Well, that hasn’t dated so well has it?
At the start of the year, I was feeling weirdly optimistic about life. This hasn’t happened often for me. It was a really good feeling!
In mid January, I managed to secure a job after just a month of job hunting. It was perfect. A part time job as a fundraiser, I was to get paid to talk about how wonderful music is for wellbeing. I would be organising and attending events (including music events). I was going to get to meet lots of new people. “Hello dream job I didn’t even know I wanted!”
I was in the early days of what seemed (as long as I ignored the misgivings and fears I dismissed as ADHD related over-reactions) to be a potentially wonderful relationship with a man who ticked so many of my ‘dream man’ boxes it seemed almost too good to be true (hmmmm…..)
My kids all seemed to be happy and settled, and relations with my youngest son’s father had finally, after years of fighting, mostly found an equilibrium.
Marcus and I were enjoying learning to climb and boulder. I was looking forward to creating a better life for myself. I was determined not to let the ongoing worry of global current affairs impact my mental well being any longer.
Gleefully, I changed my Facebook bio to state simply, with boundless optimism, ‘2020 is going to be a great year”.
And then….. *gestures broadly at everything…..*
Less than 3 months later, and the world that we knew back in the dim and distant past of January seems to be a hazy memory.
As I write this, we are on what feels like day 3256 of lockdown in the UK. The relationship has been over for 3 weeks. The job feels very insecure. We are clearly not climbing and bouldering. The only way my 10 year old and I can communicate with anyone in the family is through Zoom and Facebook messenger.
2020 doesn’t seem to be looking that great anymore. I want my money back.
I know everyone in the country, in the world, is reeling from the shock of the COVID19 outbreak. Life as we knew it seems, in so many ways, to be over. We are living in a state of ever changing fear and uncertainty. It feels sometimes like we are on the edge of an abyss, not sure if something is going to push us over that edge.
I’ve been on an emotional rollercoaster for 3 weeks now. I was trying to recover my footing after the unexpected breakup when virus panic hit.
The Friday after *that* phone call, I realised that as an asthmatic, I might be a little more at risk with this coronavirus than I had previously acknowledged. I requested, and got, permission to work from home. I took Marcus out of school a few days before they closed, made sure to see all my family in person, went to the beach one last (for now) time, and set about preparing for quasi isolation.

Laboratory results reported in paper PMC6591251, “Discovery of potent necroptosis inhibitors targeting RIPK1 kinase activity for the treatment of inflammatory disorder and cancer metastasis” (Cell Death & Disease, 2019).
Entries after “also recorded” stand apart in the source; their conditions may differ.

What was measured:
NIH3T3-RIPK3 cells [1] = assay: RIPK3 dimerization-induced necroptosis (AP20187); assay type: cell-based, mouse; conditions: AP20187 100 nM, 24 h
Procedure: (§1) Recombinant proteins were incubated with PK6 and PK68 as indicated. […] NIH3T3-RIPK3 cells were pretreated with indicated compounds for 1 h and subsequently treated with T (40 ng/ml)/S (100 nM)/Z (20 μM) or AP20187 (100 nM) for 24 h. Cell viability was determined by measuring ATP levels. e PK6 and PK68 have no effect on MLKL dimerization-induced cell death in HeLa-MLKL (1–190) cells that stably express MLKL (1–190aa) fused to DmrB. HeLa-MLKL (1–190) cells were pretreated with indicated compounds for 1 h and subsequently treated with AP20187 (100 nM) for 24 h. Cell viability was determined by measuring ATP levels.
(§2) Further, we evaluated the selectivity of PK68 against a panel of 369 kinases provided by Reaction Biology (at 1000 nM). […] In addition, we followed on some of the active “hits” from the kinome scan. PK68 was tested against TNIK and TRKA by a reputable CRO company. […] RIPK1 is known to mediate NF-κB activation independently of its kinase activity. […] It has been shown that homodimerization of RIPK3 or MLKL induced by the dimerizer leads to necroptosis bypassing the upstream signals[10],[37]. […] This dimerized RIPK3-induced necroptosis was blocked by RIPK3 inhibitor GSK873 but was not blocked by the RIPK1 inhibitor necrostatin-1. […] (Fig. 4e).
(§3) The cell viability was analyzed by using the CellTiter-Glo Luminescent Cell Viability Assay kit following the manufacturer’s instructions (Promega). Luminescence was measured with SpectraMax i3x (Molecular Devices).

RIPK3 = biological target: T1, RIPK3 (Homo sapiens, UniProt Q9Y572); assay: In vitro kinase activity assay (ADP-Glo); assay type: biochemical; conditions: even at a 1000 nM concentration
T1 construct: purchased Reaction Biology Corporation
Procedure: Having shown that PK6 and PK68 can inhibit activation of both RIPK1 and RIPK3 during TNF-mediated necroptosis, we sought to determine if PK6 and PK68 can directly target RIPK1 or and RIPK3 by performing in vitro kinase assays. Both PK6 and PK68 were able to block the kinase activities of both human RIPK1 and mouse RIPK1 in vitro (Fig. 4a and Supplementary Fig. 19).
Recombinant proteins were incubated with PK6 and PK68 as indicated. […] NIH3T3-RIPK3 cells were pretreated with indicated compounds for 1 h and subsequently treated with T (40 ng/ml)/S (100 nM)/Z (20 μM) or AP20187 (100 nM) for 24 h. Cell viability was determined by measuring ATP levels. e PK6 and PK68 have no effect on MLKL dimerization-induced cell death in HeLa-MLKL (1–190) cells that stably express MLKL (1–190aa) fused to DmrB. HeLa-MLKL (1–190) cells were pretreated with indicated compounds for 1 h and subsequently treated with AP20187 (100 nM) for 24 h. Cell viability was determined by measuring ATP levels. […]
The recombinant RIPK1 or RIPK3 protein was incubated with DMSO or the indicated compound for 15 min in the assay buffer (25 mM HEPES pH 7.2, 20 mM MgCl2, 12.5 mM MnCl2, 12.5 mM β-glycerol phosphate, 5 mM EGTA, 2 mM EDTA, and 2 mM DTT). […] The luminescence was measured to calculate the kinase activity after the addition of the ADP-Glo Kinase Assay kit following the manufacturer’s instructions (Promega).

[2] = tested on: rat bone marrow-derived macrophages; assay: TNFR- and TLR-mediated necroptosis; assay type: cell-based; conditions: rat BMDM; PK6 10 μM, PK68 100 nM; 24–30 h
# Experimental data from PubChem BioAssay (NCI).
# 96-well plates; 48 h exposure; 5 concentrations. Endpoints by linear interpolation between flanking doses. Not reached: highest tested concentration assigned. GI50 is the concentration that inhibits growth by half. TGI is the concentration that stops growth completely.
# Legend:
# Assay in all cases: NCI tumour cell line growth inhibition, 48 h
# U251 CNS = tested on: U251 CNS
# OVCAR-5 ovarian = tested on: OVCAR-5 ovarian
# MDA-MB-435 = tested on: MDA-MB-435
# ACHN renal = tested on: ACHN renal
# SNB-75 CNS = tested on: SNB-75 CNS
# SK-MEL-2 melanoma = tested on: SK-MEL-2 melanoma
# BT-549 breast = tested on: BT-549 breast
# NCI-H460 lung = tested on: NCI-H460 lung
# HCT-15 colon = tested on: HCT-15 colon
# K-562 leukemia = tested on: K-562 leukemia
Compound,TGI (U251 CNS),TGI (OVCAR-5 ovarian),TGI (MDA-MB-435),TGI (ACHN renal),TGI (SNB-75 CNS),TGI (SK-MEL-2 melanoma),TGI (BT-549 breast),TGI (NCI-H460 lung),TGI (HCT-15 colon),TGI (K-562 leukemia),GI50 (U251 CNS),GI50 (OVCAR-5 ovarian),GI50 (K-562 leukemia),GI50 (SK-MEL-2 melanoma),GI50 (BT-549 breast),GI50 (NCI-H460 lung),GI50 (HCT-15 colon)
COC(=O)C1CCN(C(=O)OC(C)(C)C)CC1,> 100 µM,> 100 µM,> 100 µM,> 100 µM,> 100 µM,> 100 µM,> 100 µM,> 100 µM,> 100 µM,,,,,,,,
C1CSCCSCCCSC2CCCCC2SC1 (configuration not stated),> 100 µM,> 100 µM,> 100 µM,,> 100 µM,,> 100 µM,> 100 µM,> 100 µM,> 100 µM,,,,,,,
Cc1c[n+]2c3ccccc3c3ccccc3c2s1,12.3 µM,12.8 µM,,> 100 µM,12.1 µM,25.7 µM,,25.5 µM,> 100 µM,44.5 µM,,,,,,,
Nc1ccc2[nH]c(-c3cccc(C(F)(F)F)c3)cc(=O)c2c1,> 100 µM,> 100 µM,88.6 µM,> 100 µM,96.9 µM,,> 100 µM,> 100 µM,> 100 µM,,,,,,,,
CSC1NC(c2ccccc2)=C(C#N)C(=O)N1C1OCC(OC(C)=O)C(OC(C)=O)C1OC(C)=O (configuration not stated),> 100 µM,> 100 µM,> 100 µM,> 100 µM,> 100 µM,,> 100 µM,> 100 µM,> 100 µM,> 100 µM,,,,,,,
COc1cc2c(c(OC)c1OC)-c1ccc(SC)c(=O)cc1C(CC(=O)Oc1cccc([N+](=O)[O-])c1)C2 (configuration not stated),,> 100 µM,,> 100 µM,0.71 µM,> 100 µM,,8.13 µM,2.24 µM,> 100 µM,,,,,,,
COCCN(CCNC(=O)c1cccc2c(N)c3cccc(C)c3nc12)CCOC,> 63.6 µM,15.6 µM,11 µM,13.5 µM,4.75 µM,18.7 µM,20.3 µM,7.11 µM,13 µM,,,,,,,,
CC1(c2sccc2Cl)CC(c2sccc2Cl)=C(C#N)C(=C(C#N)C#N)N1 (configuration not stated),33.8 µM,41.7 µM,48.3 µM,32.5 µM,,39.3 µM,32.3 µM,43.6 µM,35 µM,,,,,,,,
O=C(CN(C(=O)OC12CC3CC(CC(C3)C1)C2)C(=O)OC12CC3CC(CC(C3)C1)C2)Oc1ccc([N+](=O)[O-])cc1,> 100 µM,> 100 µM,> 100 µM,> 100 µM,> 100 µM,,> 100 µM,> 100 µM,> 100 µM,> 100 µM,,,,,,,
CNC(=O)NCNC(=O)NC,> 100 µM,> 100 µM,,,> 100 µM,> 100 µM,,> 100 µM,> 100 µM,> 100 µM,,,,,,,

Isolation does not suit me. I am not built for it one bit. I am a total extrovert, and thrive off interactions with people. I need hugs and to be in the company of real, 3d humans like I need air and water.
To say I am struggling with this new reality would be something of an understatement. I am finding myself bursting into tears with no specific thought driving them. They are just always there it seems, waiting for the tap to turn on. Sometimes I know why I am crying, often I just cry. I don’t think it matters what the trigger is.
This is dangerous ground for the extroverted, perimenopausal ADHD woman with substance abuse and poor mental health not too far back in her past. One shock to the emotions is enough to process at a time. But this feels like life just pulled the rug from under us all, and I am reeling, struggling often to regain my balance.
But I have tools to help me get through this.
I have my breath and my yoga practice. Admittedly, my practice has taken a bit of a hit lately after a dog related injury to my ribs, but it is healing and I am getting back to my mat.
I have good friends and a loving family, who are being so supportive and caring. Even that is triggering the tears sometimes, but they are very grateful tears.
I have tidied up my garden, so I have outdoor space there are no restrictions on. So far at least, we are able to get outside for exercise, so i have my beloved walks.
I know there is much to be grateful for in the midst of all this confusion and fear, and I am focusing lots on that.
The wonders of the internet, the joys of video conferencing, and all the wonderful people who are out there livestreaming their craft into our homes fills my heart with joy.
A post I shared on Facebook a few days ago, sharing how much I was struggling with everything, got such a beautiful response from people. I felt so cared for and supported, it reminded me how good people are.